With strong name recognition and piles of campaign money, Tom Emmer is considered a favorite to win Tuesday's Republican primary in Minnesota's 6th District.
Emmer's fellow Republican, Anoka County Board Chair Rhonda Sivarajah, says she's a better choice to replace Michele Bachmann, who leaves office at year's end.
Bachmann has endorsed Emmer. They share reputations as outspoken, partisan fighters. Emmer calls Bachmann a "fantastic, true representative." But when asked whether he would pursue a national profile if he's elected to Congress, as Bachmann has, Emmer indicated his focus will be on central Minnesota.
"I have an interest in serving the people of the 6th District, so you would be able to reach me, you should be able to hear back from me personally, promptly and have whatever can be done by the representative done for you," he said. "I think that's job number one."
Sivarajah, though, believes Emmer's approach would mirror Bachmann's "and probably maybe even worse. We came dangerously close to losing the seat the last time, even though it should be a very safe Republican seat. So that's really my concern."
The district, which runs from central Minnesota to suburbs north and west of the Twin Cities, has been some of the safest territory for Republicans in the state.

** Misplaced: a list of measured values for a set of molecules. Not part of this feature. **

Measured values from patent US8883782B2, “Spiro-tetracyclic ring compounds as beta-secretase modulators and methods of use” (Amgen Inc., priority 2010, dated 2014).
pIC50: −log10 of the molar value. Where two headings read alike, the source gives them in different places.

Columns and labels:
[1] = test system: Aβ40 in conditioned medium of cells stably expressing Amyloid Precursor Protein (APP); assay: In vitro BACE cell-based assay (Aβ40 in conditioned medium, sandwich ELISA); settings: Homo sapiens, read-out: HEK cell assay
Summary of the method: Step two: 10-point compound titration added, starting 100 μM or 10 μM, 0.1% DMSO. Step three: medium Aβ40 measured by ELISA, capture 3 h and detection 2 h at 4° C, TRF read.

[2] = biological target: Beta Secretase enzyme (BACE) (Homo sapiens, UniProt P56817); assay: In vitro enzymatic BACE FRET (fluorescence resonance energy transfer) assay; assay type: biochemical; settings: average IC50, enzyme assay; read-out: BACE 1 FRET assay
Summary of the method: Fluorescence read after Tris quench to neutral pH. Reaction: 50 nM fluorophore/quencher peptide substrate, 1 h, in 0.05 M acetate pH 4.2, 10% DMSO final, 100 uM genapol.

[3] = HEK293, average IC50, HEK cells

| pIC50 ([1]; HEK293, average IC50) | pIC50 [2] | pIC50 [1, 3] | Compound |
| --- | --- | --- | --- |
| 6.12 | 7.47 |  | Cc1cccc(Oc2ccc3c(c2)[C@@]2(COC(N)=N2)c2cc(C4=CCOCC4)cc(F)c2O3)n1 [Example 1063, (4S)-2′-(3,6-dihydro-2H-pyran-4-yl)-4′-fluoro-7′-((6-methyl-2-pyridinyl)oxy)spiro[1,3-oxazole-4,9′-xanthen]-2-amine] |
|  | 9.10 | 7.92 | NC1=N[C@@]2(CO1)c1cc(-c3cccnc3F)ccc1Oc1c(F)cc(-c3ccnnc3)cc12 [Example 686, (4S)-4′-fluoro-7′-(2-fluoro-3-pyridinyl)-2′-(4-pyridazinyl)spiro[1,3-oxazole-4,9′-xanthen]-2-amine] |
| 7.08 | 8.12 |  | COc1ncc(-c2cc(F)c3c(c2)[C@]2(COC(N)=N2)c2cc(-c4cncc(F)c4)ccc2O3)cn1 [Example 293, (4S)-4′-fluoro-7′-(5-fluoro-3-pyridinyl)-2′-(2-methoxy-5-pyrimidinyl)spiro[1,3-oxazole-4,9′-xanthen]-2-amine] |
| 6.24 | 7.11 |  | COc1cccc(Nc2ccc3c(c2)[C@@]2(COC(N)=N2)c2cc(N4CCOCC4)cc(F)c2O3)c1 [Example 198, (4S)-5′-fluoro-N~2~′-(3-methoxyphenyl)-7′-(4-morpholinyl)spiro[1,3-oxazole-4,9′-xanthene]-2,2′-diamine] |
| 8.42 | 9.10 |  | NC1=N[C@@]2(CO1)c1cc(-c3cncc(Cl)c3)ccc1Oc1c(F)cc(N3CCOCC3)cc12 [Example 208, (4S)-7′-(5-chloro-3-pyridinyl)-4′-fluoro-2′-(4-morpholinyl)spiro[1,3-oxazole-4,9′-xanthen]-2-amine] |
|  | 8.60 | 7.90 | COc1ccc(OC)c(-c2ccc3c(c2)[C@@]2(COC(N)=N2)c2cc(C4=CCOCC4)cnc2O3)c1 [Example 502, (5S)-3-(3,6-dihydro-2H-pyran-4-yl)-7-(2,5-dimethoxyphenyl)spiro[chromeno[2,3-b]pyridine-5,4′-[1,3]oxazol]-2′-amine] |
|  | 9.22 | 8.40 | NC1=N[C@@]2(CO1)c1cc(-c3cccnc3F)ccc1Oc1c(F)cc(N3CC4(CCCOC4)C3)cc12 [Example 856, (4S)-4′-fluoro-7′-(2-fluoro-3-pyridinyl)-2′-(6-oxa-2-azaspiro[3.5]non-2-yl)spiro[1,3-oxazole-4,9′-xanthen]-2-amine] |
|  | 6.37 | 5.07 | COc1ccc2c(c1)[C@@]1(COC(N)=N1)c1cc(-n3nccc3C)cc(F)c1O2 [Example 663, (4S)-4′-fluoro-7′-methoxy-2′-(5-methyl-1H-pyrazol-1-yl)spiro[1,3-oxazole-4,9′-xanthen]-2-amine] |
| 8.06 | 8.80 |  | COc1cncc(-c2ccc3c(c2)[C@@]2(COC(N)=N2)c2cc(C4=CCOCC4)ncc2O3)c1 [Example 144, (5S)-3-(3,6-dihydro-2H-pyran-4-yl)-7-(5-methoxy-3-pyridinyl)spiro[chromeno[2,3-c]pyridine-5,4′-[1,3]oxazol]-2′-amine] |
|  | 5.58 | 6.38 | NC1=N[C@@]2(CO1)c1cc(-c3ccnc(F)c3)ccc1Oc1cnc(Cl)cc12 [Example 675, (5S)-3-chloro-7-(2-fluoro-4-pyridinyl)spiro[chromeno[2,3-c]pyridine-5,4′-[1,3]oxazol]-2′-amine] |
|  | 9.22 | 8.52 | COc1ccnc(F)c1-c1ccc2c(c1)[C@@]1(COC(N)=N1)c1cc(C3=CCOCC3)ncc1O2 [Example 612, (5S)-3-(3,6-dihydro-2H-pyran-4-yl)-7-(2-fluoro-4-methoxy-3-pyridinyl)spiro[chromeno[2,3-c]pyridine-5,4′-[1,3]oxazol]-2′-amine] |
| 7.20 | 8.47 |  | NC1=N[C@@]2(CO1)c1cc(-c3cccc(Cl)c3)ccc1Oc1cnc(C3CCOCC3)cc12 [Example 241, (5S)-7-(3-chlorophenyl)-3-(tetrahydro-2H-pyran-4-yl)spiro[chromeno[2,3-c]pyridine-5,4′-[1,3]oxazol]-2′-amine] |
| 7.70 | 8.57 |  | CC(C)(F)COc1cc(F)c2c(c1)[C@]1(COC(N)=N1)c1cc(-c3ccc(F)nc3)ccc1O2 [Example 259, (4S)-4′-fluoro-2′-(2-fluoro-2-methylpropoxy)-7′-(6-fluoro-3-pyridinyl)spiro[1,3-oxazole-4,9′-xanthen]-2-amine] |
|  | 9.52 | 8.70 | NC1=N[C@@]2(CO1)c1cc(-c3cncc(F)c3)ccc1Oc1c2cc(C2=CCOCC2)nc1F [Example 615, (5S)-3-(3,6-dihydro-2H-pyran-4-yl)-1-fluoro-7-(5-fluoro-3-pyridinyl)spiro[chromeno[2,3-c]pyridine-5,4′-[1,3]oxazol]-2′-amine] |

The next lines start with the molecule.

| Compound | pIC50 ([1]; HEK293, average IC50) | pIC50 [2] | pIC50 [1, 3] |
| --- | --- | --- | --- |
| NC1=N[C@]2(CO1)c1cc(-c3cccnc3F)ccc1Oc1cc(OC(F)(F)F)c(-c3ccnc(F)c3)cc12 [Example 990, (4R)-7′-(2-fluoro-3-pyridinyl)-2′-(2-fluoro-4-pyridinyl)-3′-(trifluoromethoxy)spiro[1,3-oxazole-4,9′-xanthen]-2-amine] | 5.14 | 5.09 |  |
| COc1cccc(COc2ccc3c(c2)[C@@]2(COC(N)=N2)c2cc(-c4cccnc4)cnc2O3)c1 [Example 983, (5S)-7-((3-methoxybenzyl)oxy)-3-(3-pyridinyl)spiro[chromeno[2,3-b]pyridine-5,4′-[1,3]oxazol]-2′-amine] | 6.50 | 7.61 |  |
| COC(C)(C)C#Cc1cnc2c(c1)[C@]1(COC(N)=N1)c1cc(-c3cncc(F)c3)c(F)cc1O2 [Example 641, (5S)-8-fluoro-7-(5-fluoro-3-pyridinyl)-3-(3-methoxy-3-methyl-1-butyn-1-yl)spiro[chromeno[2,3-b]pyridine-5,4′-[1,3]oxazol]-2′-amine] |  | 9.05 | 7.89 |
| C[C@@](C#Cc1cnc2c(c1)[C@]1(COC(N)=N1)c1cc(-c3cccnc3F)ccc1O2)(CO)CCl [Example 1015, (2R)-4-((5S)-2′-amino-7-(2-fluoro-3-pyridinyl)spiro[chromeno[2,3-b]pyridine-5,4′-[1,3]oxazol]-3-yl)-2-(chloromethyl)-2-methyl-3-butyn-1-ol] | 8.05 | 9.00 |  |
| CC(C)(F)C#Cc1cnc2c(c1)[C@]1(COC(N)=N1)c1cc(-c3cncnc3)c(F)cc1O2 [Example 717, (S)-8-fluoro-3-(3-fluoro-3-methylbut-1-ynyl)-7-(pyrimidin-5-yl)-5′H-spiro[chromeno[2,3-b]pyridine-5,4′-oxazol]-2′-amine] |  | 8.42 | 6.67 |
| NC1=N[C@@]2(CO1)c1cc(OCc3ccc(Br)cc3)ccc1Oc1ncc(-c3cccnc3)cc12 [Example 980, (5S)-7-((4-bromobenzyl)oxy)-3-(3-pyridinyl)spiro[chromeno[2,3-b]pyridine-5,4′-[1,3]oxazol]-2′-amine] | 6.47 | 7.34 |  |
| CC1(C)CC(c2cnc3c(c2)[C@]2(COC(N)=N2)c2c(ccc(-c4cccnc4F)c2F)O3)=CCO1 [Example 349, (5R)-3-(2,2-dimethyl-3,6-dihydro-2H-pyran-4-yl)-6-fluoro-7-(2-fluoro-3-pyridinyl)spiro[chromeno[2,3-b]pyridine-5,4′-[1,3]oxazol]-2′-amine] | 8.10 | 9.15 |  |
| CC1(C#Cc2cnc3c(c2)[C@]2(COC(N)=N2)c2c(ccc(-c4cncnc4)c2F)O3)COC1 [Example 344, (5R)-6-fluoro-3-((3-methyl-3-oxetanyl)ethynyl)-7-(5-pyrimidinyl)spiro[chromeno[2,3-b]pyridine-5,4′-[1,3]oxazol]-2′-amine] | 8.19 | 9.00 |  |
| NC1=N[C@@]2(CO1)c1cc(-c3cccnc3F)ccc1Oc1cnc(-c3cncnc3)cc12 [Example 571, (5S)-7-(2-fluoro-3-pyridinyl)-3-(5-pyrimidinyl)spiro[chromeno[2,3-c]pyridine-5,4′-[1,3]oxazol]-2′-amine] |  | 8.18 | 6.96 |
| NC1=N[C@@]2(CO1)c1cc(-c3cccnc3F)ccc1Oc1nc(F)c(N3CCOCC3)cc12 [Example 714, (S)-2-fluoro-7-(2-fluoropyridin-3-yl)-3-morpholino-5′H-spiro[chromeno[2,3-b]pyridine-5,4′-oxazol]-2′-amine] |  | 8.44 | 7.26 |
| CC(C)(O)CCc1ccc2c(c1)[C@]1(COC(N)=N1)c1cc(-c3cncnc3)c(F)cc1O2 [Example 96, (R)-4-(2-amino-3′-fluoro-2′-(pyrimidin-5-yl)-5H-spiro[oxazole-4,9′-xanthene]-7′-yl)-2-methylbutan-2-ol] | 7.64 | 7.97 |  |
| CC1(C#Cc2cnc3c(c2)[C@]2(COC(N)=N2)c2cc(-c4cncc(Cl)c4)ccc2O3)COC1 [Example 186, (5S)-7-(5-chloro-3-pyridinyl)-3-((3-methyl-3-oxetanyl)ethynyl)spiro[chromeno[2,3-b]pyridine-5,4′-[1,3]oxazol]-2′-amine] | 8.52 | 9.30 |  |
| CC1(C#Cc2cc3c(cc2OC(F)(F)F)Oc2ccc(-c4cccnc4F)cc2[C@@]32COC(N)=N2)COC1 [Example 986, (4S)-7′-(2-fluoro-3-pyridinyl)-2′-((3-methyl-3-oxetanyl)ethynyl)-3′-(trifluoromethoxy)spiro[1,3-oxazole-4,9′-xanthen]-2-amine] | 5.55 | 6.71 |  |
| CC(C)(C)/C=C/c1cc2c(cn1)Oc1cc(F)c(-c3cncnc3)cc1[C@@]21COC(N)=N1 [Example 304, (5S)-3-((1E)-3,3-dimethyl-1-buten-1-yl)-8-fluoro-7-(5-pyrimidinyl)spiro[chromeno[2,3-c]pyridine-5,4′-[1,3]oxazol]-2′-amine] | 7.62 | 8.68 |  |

Two years ago, however, Bachmann won by little more than 1 percentage point after dropping out of the presidential campaign. A tough local opponent, together with her presence on the national stage and the perception she cared more for presidential ambitions than district needs, helped make that race close.
Emmer is probably a favorite to win the primary and the general election against Sartell Democrat Joe Perske. Emmer, a former state representative from Delano, lost the 2010 governor's race, but in central Minnesota he beat Gov. Mark Dayton by 18 percentage points.
He says he's taking nothing for granted in the race for the 6th. "Every single vote matters, so every day you're out on the campaign trail," he said. "Your goal is to try to earn the support of at least one more person."
Federal Election Commission records show that through late July Emmer raised almost $750,000 more than Sivarajah. Most of the money in Sivarajah's campaign has come from her own bank account.
Still, as of late July, Sivarajah had more campaign cash on hand than Emmer. She too is working hard to win the primary.
During some recent door knocking ("You're the gal with the signs up all over the place," one voter described her), Sivarajah tried to make the case to voters that her work on the Anoka County Board demonstrates she can go beyond rhetoric to get things done.
One of her prized lines is that Anoka County's tax levy has been decreasing.
"It's about results versus rhetoric," she said. "Lots of people want to talk about what they're going to do, but show me what you've actually done. Show me what you've accomplished."
Emmer, she said, is short on campaign specifics and legislative accomplishments. She notes that Emmer's campaign website doesn't include positions on issues. "His comment is always, 'You know where I stand on that.' Well, no."
Emmer's been unwilling to answer Sivarajah's criticism.
"I'm proud of what we're doing as a campaign," he said. "I think people make the mistake of trying to go negative and trying to attack things rather than what are you for?"